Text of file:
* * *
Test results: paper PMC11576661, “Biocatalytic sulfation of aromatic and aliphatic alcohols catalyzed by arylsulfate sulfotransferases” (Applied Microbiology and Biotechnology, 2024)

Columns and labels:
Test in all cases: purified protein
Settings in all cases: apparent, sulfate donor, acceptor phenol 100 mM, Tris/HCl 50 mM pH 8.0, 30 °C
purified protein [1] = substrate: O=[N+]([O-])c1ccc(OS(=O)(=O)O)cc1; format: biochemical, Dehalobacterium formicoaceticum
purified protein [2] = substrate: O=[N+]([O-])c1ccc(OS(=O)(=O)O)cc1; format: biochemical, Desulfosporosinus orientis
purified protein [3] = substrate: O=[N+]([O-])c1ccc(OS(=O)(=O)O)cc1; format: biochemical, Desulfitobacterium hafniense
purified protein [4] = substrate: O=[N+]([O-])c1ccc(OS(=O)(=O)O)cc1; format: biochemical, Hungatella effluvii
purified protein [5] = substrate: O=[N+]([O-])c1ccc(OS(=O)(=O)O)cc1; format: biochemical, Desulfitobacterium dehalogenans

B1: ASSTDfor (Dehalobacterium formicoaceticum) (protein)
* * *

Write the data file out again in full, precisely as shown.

Test results: paper PMC11576661, “Biocatalytic sulfation of aromatic and aliphatic alcohols catalyzed by arylsulfate sulfotransferases” (Applied Microbiology and Biotechnology, 2024)

Columns and labels:
Test in all cases: purified protein
Settings in all cases: apparent, sulfate donor, acceptor phenol 100 mM, Tris/HCl 50 mM pH 8.0, 30 °C
purified protein [1] = substrate: O=[N+]([O-])c1ccc(OS(=O)(=O)O)cc1; format: biochemical, Dehalobacterium formicoaceticum
purified protein [2] = substrate: O=[N+]([O-])c1ccc(OS(=O)(=O)O)cc1; format: biochemical, Desulfosporosinus orientis
purified protein [3] = substrate: O=[N+]([O-])c1ccc(OS(=O)(=O)O)cc1; format: biochemical, Desulfitobacterium hafniense
purified protein [4] = substrate: O=[N+]([O-])c1ccc(OS(=O)(=O)O)cc1; format: biochemical, Hungatella effluvii
purified protein [5] = substrate: O=[N+]([O-])c1ccc(OS(=O)(=O)O)cc1; format: biochemical, Desulfitobacterium dehalogenans

B1: ASSTDfor (Dehalobacterium formicoaceticum) (protein)